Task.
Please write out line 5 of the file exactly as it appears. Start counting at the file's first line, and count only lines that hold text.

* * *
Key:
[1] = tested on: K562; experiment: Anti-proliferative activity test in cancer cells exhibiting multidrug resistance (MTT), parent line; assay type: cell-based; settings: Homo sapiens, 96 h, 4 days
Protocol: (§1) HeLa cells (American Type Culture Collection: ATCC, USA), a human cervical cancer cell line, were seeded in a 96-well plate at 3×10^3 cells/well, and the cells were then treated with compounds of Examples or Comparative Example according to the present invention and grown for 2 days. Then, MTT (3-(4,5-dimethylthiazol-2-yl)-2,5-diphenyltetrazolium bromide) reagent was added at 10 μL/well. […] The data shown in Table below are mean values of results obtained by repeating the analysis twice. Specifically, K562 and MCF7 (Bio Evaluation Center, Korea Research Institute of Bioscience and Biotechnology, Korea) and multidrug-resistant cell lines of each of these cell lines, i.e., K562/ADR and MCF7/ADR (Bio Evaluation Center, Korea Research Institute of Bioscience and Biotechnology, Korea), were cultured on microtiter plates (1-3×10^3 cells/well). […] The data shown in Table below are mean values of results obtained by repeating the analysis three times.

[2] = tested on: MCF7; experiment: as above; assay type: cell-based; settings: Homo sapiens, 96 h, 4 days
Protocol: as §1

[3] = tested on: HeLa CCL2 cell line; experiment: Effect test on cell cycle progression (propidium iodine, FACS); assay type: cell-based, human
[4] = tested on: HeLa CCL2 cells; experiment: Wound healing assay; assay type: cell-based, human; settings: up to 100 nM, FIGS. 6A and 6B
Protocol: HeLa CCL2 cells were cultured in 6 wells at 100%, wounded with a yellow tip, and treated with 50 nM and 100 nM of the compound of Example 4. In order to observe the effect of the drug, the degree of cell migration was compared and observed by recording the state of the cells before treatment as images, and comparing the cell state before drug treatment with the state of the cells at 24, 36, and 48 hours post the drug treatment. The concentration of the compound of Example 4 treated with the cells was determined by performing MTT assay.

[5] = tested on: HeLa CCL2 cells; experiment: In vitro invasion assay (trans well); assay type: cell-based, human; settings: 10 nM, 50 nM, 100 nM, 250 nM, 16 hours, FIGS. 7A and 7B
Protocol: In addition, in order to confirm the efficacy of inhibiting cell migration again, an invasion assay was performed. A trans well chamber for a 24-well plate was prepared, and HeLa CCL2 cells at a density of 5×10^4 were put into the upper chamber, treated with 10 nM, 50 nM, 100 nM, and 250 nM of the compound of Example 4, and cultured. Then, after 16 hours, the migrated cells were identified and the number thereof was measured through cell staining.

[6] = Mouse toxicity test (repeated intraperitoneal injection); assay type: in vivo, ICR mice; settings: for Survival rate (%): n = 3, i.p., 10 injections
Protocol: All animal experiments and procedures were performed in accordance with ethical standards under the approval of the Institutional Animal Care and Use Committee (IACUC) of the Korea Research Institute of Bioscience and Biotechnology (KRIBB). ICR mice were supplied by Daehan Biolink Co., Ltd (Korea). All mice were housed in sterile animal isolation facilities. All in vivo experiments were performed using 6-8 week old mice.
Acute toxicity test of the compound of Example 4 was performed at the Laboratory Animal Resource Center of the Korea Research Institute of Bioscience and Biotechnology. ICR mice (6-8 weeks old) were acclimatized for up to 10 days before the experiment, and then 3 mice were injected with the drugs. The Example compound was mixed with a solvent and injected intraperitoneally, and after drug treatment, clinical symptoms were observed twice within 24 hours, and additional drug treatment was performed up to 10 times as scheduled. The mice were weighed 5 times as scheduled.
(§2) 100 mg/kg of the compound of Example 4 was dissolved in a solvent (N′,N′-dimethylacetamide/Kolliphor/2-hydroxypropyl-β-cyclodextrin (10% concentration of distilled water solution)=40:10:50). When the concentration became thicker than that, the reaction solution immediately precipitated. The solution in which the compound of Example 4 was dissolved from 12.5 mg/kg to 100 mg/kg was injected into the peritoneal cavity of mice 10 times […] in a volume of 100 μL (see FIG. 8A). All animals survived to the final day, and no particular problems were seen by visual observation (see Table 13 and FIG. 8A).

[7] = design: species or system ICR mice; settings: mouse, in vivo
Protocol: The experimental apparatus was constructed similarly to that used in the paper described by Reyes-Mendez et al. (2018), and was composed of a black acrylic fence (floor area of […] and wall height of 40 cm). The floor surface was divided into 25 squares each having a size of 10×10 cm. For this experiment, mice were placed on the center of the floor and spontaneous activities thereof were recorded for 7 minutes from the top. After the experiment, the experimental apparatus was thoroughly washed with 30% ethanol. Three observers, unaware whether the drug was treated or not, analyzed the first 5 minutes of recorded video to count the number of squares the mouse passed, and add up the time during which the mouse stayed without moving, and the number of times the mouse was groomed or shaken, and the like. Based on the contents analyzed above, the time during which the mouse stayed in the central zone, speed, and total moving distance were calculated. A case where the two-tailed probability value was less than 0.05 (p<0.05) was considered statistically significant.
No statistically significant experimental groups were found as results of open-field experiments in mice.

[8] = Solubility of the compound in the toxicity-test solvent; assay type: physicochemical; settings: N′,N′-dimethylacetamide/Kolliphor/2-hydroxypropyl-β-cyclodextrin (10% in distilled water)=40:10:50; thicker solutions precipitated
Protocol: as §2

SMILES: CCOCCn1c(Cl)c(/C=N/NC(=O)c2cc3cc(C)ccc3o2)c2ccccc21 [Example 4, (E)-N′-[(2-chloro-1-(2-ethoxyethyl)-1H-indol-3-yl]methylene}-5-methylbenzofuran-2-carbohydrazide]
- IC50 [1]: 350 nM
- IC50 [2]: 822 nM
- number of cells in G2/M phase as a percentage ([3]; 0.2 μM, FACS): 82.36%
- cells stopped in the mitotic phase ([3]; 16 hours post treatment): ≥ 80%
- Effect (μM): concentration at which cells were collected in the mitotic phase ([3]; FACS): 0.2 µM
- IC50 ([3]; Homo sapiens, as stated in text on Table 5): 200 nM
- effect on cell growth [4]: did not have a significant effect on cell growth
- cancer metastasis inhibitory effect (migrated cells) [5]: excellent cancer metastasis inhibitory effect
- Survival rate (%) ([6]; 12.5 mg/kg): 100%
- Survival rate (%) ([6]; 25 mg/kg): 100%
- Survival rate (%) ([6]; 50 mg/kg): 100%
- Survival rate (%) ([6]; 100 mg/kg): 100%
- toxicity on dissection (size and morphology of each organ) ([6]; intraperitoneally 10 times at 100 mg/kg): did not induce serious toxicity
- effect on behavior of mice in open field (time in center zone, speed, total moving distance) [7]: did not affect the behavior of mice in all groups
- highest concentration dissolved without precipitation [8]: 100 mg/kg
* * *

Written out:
Protocol: as §1